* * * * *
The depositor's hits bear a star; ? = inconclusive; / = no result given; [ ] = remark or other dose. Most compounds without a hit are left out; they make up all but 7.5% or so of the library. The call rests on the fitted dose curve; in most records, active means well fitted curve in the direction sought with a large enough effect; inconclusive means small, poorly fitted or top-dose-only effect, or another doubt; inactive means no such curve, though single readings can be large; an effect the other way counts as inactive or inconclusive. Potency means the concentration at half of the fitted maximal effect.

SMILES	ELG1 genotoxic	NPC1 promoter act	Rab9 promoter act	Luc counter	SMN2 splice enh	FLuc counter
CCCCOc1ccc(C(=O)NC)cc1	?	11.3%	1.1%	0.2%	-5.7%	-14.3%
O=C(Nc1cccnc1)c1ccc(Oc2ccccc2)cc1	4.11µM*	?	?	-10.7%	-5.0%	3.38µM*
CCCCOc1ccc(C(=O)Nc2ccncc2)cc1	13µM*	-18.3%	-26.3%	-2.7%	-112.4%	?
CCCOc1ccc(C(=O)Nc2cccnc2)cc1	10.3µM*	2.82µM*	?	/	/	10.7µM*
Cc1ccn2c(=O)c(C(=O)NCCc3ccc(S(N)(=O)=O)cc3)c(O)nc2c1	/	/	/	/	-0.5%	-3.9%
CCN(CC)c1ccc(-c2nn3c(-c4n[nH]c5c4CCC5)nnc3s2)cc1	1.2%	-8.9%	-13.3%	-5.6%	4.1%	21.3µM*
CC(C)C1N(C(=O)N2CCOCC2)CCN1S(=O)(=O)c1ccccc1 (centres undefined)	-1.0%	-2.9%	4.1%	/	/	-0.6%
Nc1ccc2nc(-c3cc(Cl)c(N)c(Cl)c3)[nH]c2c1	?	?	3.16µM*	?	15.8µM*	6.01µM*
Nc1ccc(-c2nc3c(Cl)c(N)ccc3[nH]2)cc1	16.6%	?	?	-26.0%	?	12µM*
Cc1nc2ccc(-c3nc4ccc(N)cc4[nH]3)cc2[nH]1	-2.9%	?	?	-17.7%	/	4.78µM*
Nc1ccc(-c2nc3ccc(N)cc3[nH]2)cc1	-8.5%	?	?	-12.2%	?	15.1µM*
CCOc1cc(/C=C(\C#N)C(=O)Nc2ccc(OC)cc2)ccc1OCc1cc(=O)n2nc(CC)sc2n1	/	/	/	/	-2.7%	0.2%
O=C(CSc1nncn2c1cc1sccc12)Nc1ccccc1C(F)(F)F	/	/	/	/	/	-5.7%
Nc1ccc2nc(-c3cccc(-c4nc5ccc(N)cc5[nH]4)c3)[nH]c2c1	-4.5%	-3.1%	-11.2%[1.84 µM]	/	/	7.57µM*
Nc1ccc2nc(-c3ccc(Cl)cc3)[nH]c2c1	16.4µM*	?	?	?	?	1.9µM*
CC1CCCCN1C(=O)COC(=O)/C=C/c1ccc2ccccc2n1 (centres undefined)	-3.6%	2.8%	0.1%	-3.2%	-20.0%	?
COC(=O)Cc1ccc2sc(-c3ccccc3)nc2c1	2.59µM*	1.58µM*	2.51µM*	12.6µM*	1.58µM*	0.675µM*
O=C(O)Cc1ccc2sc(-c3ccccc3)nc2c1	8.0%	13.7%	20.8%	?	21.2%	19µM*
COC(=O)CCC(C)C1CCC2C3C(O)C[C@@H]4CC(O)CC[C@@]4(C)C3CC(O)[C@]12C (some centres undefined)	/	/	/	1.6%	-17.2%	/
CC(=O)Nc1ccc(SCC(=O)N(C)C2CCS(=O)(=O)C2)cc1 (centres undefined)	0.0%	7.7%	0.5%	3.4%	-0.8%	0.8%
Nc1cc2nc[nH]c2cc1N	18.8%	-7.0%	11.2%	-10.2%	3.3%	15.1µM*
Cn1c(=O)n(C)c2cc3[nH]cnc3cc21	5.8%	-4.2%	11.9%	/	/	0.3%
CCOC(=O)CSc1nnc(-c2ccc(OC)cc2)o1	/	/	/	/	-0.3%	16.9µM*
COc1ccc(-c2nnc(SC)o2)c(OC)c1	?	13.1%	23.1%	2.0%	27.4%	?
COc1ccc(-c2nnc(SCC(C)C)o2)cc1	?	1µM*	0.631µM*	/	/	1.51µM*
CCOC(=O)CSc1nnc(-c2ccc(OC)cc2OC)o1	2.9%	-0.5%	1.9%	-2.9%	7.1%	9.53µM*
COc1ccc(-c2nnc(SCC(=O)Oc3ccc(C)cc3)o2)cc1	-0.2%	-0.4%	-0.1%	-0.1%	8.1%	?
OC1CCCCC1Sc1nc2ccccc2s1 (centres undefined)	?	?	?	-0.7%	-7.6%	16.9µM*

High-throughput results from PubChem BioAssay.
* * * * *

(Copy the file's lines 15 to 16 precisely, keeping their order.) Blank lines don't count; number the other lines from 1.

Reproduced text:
O=C(CSc1nncn2c1cc1sccc12)Nc1ccccc1C(F)(F)F	/	/	/	/	/	-5.7%
Nc1ccc2nc(-c3cccc(-c4nc5ccc(N)cc5[nH]4)c3)[nH]c2c1	-4.5%	-3.1%	-11.2%[1.84 µM]	/	/	7.57µM*